Summary

  • 2% grades will be acceptable if I use qood quality trucks and keep the cars light.  My plan has always been to minimize the grades from Farmington to Phillips so that I could run longer 8 car trains with a big forney and 10-12 car trains with a 2-6-0 or 2-6-2 or 2-8-0 loco.  Likewise from Strong to Kingfield, I’d like to be able to run 8-10 car trains.  However, north of Phillips to Rangeley and north of Kingfield to Bigelow, I’ve always planned to run shorted 5-7 car trains and require crews to double the hills when required (just like the prototype).
  • Blackstone trucks are the GOLD standard.  All KD trucks will be replaced.  MDC trucks with nickle wheelsets may be remain.  David Hoffman made an order with NWSL to replace the MDC wheelsets.  I have a few of the Hoffman wheelsets so will test to determine if they are acceptable.
  • I have SMMW truck kits and Tichy trucks that can be converted to a more “scale” Sn2 truck.  But if I’m not able to make them run smoothly as a MDC nickle plated truck, then they will not be used.  I’m more about operations than looks!
  • I will set standards for truck rolling and car weight.  Only if both are met will I allow a car onto the layout (once built).
  • I will have to set operating limits on how many cars can be pulled by locomotives between towns.  The locomotives will take excess wear if crews do not follow the rules.  I do not want to get drivers nickle plated every few years or be required to make new frames should the originals wear out…
  • Onward!  This testing does not deter me from proceeding with Sn2.  Just the opposite, it makes me optimistic.
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3 Responses to Setting the grade

  1. Jeff Bissonnette says:

    A good bit of testing Dave… Another element that will improve the ability to haul a maximum number of cars up a grade would be to somehow equalize your Forneys if you can. Chris McC and I’ve found that this plays a big part in hauling capacity of model Forneys. Equalization allows for better/more favorable weight distribution and in most cases, more weight on the drivers if done correctly.

    Also, in the case of the T&T Forneys, converting to a gearbox with a higher ratio will greatly help once you get them equalized so that you can take further advantage of the increased traction that you get from equalization.

    If you choose not to modify or improve your T&T Forneys in any way, then so be it… You’ll have to live with whatever you get out of them.

    JB

    • narrowtracks says:

      Jeff, thanks for the comments. I’d love to have equalization, but that can’t be a requirement for my railroad. If so, I’d be waiting a long time for my layout. I expect to build the layout, then explore on equalization.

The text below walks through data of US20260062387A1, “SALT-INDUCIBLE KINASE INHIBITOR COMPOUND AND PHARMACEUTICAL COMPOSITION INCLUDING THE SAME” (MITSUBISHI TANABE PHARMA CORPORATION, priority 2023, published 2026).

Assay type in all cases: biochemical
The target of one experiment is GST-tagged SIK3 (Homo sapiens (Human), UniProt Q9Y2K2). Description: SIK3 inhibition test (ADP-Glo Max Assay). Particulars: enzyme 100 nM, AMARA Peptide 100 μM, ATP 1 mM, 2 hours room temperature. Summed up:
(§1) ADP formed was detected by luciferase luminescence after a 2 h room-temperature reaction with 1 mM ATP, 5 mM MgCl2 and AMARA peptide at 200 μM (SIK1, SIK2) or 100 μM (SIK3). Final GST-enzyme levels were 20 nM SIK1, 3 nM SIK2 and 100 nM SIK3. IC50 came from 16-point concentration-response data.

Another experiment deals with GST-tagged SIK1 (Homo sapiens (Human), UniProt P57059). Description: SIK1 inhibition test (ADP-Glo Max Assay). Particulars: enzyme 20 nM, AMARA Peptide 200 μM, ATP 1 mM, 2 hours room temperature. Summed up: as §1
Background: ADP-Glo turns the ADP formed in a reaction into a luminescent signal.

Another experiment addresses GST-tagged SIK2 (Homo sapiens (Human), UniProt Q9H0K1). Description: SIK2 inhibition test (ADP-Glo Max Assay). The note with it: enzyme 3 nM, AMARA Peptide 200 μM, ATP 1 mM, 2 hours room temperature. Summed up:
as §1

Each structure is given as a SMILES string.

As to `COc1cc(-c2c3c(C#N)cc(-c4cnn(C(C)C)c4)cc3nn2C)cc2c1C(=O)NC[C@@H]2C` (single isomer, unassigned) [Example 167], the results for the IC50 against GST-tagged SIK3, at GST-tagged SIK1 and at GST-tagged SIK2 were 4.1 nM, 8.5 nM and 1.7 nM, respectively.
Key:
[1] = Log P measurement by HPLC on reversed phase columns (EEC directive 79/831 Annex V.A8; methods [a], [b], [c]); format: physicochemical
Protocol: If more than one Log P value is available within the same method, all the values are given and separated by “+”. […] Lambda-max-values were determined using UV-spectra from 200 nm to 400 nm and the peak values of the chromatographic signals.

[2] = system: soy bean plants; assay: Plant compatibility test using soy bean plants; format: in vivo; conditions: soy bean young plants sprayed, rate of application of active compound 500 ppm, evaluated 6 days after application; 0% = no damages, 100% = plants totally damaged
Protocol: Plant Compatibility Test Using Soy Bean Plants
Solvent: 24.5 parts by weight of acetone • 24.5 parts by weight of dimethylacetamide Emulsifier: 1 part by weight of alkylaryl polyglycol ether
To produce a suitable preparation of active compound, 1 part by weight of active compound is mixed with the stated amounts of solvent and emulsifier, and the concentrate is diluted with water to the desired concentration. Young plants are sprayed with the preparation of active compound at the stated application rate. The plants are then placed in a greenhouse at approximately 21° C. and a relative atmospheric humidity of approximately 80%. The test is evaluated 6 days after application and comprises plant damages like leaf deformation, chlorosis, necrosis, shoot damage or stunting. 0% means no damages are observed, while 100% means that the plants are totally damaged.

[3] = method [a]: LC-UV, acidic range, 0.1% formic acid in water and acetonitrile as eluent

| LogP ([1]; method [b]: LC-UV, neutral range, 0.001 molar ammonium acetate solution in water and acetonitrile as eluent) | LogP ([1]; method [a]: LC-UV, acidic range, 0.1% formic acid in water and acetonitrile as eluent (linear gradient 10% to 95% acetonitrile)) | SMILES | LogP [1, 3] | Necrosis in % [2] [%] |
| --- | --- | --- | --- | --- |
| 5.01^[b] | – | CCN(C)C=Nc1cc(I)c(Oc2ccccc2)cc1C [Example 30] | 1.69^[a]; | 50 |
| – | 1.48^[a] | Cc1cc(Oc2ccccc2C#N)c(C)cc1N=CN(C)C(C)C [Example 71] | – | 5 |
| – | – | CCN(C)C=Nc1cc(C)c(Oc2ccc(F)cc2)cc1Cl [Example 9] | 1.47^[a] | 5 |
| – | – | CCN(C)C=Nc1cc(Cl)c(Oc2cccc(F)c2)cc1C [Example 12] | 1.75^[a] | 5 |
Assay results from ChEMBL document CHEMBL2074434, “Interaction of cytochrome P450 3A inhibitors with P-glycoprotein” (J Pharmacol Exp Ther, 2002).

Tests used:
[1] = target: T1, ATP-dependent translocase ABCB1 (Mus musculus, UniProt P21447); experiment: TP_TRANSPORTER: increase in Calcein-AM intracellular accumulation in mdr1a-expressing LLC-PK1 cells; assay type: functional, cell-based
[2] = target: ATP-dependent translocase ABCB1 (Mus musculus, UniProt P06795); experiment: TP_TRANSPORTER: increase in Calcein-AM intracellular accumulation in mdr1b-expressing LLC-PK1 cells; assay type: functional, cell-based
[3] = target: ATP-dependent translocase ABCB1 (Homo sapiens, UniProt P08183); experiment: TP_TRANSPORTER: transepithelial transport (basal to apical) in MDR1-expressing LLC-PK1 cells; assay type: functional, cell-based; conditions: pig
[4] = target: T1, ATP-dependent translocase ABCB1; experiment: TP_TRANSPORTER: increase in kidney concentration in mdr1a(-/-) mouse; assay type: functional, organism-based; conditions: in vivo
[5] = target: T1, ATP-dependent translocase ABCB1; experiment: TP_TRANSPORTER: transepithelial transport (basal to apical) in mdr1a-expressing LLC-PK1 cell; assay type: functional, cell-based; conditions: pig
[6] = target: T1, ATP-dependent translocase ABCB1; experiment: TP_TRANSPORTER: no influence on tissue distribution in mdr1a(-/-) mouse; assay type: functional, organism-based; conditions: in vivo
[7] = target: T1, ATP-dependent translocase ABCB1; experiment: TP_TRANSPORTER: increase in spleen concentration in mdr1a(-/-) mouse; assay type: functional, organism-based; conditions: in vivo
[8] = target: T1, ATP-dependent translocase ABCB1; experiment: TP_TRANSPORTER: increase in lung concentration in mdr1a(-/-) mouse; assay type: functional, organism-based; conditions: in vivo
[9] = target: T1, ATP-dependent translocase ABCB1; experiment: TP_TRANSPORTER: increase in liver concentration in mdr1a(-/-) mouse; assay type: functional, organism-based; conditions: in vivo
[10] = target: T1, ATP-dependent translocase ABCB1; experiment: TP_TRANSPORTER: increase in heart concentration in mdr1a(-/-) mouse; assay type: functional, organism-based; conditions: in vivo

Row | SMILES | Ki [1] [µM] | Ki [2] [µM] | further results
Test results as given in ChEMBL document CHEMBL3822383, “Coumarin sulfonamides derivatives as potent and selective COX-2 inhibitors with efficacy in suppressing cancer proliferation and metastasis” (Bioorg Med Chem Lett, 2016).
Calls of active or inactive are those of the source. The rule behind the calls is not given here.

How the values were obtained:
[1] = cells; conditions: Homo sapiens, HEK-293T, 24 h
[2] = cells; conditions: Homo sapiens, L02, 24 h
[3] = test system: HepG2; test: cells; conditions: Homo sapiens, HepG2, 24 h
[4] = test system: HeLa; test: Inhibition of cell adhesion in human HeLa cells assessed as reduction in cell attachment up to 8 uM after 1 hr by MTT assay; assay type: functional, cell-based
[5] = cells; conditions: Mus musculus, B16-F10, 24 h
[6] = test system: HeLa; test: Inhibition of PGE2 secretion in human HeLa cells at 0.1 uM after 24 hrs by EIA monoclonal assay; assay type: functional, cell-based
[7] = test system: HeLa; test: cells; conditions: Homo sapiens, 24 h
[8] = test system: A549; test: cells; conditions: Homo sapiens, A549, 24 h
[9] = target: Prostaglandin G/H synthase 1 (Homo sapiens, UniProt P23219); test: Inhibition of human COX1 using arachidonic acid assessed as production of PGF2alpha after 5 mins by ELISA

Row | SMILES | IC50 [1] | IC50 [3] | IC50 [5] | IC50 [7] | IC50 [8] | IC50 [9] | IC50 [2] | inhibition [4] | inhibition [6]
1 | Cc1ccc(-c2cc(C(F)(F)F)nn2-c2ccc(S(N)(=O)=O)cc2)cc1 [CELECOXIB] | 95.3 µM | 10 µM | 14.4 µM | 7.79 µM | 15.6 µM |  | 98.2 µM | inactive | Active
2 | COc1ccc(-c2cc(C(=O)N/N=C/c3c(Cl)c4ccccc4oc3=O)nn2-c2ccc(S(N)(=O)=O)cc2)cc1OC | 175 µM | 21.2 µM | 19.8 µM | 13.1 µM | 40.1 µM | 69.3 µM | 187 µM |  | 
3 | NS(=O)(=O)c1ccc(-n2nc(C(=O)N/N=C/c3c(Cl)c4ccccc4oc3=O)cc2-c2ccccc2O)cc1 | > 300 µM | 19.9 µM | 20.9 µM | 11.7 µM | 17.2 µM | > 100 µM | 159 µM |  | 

As for the gear box, I’m compensating by using DCC decoders with back-EMF and low top speed. Thus it is easy to avoid slipping and have small incremental changes. Additionally, I’m using keep-alive so the locos will not stall (I’d think stalling momentarily on a grade would increase likeliness to slip).

      Jeff, what happened to your blog? It does not seem to exist anymore.

      • Jeff Bissonnette says:

        All good points Dave… You have to do what works for you in the time you have available, as well as what you feel comfortable working with. If it works, use it.

        The blog is gone… I didn’t want to spend any more time posting things and I didn’t want it sitting there for years without updates, as a lot of blogs do. So I deleted it.

        I read your “cakes” blog entry… Interesting and thoughtful approach. My unsolicited advice on the subject would be to do what you really want to do. We aren’t getting any younger. Finding motivation to do the things you feel you “have” to do (like feeling obligated to the Sn2 Community) is a dead end. It’s nice to dream for sure, but you have to temper that with a healthy dose of reality. I’ve done this with my own modeling aspirations recently. I looked at all I had done (and not done) and decided that certain things were just not going to happen. I’m not giving up, just being more realistic with my aspirations.

        Anyway… Always enjoy your posts and seeing your modeling. Your layout, what I can see of it in the blog photos looks fantastic. If that’s all you ever end up doing, that’s quite an accomplishment (heck of a lot more than I’ve done!!) and you should not feel like you’ve failed or let the modeling community down (why really).

        JB